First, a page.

The photosynthetic efficiency of a plant can be defined by the amount of organic matter accumulated under optimal environmental conditions per unit area and time. Ecological conditions of the habitat, to which the plant is adapted, play an important role. This applies particularly to light (see Fig. 14.6). Sun plants, able to utilise the highest natural light fluxes, generally have a particularly high photosynthetic efficiency. However, locations with high light fluxes often experience high temperatures, which stimulate photorespiration (see p. 236), and large water deficits, necessitating a high diffusion resistance for gases at the stomata in order to reduce water loss (see p. 237). The latter is also important in salt-rich locations, where the high osmotic potential (low water potential) of the solution in the soil induces water stress. In general, both conditions prevent optimal utilisation of light by photosynthesis.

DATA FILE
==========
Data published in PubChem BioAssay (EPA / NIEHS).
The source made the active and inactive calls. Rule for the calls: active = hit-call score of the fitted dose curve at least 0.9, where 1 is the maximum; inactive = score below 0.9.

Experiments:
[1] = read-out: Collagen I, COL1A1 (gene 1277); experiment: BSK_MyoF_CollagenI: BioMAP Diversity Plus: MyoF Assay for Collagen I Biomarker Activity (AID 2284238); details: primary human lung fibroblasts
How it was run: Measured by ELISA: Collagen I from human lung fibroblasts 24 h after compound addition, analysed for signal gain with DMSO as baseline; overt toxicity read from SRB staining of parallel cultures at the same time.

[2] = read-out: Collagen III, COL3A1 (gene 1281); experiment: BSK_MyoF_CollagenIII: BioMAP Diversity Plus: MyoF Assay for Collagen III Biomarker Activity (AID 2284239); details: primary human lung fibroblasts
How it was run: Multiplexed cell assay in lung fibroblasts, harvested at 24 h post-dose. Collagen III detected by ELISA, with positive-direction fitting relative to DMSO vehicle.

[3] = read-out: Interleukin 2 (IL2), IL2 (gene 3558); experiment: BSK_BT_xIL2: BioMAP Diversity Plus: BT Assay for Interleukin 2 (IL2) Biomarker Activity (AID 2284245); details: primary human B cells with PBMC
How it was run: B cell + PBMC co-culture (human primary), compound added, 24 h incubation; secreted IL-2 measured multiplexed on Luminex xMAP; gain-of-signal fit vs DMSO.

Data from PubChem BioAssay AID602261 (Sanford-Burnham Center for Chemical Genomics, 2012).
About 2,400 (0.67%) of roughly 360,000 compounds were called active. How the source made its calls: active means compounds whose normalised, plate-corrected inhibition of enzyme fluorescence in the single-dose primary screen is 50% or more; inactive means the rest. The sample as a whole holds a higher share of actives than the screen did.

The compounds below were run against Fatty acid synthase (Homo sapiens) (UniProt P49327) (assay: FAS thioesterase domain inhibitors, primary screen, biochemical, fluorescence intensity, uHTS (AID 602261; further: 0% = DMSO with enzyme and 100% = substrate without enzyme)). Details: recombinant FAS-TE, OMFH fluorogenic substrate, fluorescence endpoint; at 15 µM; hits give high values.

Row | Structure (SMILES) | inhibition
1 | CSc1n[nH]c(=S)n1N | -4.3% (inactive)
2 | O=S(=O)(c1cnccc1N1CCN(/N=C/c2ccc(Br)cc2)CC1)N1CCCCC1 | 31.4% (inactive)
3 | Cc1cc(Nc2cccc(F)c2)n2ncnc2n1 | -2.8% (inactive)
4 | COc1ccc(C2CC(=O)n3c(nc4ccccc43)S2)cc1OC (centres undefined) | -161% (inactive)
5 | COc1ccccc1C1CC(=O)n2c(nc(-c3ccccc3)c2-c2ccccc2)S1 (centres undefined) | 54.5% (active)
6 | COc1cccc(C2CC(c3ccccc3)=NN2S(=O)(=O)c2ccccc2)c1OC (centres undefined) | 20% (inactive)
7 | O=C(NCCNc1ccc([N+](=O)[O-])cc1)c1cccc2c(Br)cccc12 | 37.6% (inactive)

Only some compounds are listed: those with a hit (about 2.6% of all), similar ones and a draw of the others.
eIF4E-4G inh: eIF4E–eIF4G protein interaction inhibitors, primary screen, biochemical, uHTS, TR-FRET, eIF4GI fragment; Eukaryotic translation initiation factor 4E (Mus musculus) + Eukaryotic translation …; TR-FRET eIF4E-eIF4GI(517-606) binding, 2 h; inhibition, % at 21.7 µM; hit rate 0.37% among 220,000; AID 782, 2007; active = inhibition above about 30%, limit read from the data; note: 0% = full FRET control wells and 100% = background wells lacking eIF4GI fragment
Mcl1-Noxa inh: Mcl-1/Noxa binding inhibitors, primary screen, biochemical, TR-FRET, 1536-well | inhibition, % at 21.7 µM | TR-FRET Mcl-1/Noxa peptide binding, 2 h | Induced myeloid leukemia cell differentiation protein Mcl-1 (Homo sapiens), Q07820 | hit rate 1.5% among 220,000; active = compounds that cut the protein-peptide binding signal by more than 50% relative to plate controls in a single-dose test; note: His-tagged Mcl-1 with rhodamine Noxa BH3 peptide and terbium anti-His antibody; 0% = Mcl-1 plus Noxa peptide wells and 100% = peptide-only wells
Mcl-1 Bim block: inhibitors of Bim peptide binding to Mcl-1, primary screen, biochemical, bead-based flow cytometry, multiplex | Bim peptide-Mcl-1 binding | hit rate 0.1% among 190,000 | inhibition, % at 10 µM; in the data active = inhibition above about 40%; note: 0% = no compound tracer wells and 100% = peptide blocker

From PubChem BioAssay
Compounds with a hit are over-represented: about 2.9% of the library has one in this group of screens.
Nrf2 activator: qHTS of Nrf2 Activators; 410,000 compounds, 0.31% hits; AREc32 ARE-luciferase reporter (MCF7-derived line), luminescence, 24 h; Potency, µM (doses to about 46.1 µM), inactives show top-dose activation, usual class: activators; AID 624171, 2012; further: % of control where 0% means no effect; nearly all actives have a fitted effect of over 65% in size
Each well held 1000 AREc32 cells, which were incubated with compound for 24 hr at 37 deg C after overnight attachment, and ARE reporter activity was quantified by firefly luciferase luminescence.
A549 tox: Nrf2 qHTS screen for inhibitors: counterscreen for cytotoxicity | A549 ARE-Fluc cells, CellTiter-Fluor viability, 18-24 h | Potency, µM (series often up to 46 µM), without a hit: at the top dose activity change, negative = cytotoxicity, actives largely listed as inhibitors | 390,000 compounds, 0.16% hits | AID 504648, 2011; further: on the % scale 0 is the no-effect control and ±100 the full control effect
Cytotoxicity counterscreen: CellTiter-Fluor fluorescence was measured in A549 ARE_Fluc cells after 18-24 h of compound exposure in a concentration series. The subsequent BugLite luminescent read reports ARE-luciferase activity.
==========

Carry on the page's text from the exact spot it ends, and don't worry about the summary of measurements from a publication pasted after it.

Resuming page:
KeywordsStarch Respiration Nitrite Assimilation NADPH
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